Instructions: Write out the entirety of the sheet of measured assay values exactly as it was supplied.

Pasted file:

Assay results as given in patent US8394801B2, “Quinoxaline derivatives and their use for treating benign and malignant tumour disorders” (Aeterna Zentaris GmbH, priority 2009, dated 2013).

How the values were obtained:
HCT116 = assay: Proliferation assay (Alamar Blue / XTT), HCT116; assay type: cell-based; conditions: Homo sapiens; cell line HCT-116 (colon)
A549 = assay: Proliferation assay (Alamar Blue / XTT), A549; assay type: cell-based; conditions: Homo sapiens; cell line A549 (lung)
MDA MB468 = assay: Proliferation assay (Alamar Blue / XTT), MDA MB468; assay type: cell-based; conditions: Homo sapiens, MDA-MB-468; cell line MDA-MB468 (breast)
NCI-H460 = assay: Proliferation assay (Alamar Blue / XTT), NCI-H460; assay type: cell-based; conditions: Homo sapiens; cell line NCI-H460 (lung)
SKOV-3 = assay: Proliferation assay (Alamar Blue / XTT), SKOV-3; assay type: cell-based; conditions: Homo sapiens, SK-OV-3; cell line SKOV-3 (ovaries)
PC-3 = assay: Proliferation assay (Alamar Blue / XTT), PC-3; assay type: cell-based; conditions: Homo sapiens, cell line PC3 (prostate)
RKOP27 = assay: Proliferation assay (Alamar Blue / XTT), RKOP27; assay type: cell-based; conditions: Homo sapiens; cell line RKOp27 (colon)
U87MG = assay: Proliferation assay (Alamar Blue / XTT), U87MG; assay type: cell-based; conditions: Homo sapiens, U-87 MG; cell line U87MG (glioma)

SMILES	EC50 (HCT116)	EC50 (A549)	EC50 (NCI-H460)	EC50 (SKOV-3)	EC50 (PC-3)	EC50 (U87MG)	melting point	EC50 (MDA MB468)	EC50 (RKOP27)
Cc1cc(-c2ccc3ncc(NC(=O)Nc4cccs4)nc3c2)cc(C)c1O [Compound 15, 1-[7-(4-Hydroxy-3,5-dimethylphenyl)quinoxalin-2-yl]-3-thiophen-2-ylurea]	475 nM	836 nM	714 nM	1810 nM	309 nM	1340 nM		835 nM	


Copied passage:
Assay results as given in patent US8394801B2, “Quinoxaline derivatives and their use for treating benign and malignant tumour disorders” (Aeterna Zentaris GmbH, priority 2009, dated 2013).

How the values were obtained:
HCT116 = assay: Proliferation assay (Alamar Blue / XTT), HCT116; assay type: cell-based; conditions: Homo sapiens; cell line HCT-116 (colon)
A549 = assay: Proliferation assay (Alamar Blue / XTT), A549; assay type: cell-based; conditions: Homo sapiens; cell line A549 (lung)
MDA MB468 = assay: Proliferation assay (Alamar Blue / XTT), MDA MB468; assay type: cell-based; conditions: Homo sapiens, MDA-MB-468; cell line MDA-MB468 (breast)
NCI-H460 = assay: Proliferation assay (Alamar Blue / XTT), NCI-H460; assay type: cell-based; conditions: Homo sapiens; cell line NCI-H460 (lung)
SKOV-3 = assay: Proliferation assay (Alamar Blue / XTT), SKOV-3; assay type: cell-based; conditions: Homo sapiens, SK-OV-3; cell line SKOV-3 (ovaries)
PC-3 = assay: Proliferation assay (Alamar Blue / XTT), PC-3; assay type: cell-based; conditions: Homo sapiens, cell line PC3 (prostate)
RKOP27 = assay: Proliferation assay (Alamar Blue / XTT), RKOP27; assay type: cell-based; conditions: Homo sapiens; cell line RKOp27 (colon)
U87MG = assay: Proliferation assay (Alamar Blue / XTT), U87MG; assay type: cell-based; conditions: Homo sapiens, U-87 MG; cell line U87MG (glioma)

SMILES	EC50 (HCT116)	EC50 (A549)	EC50 (NCI-H460)	EC50 (SKOV-3)	EC50 (PC-3)	EC50 (U87MG)	melting point	EC50 (MDA MB468)	EC50 (RKOP27)
Cc1cc(-c2ccc3ncc(NC(=O)Nc4cccs4)nc3c2)cc(C)c1O [Compound 15, 1-[7-(4-Hydroxy-3,5-dimethylphenyl)quinoxalin-2-yl]-3-thiophen-2-ylurea]	475 nM	836 nM	714 nM	1810 nM	309 nM	1340 nM		835 nM	